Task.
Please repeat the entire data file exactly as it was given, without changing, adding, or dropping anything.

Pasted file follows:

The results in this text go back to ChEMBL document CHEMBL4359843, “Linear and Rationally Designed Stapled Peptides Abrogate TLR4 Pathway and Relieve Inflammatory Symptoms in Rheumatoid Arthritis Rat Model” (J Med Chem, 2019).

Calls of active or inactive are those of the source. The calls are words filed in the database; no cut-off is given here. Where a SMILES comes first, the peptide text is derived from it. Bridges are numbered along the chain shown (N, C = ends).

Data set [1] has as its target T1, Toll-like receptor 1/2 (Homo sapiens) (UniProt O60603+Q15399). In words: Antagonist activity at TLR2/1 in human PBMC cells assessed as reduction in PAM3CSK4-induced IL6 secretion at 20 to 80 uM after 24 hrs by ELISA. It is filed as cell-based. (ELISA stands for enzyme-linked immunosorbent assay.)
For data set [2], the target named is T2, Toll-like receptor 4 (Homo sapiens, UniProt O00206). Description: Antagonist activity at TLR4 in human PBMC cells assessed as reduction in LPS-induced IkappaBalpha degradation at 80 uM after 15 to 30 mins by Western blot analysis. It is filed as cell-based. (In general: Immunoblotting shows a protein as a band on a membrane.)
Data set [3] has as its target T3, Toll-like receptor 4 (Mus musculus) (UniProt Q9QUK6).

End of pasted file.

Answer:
The results in this text go back to ChEMBL document CHEMBL4359843, “Linear and Rationally Designed Stapled Peptides Abrogate TLR4 Pathway and Relieve Inflammatory Symptoms in Rheumatoid Arthritis Rat Model” (J Med Chem, 2019).

Calls of active or inactive are those of the source. The calls are words filed in the database; no cut-off is given here. Where a SMILES comes first, the peptide text is derived from it. Bridges are numbered along the chain shown (N, C = ends).

Data set [1] has as its target T1, Toll-like receptor 1/2 (Homo sapiens) (UniProt O60603+Q15399). In words: Antagonist activity at TLR2/1 in human PBMC cells assessed as reduction in PAM3CSK4-induced IL6 secretion at 20 to 80 uM after 24 hrs by ELISA. It is filed as cell-based. (ELISA stands for enzyme-linked immunosorbent assay.)
For data set [2], the target named is T2, Toll-like receptor 4 (Homo sapiens, UniProt O00206). Description: Antagonist activity at TLR4 in human PBMC cells assessed as reduction in LPS-induced IkappaBalpha degradation at 80 uM after 15 to 30 mins by Western blot analysis. It is filed as cell-based. (In general: Immunoblotting shows a protein as a band on a membrane.)
Data set [3] has as its target T3, Toll-like receptor 4 (Mus musculus) (UniProt Q9QUK6).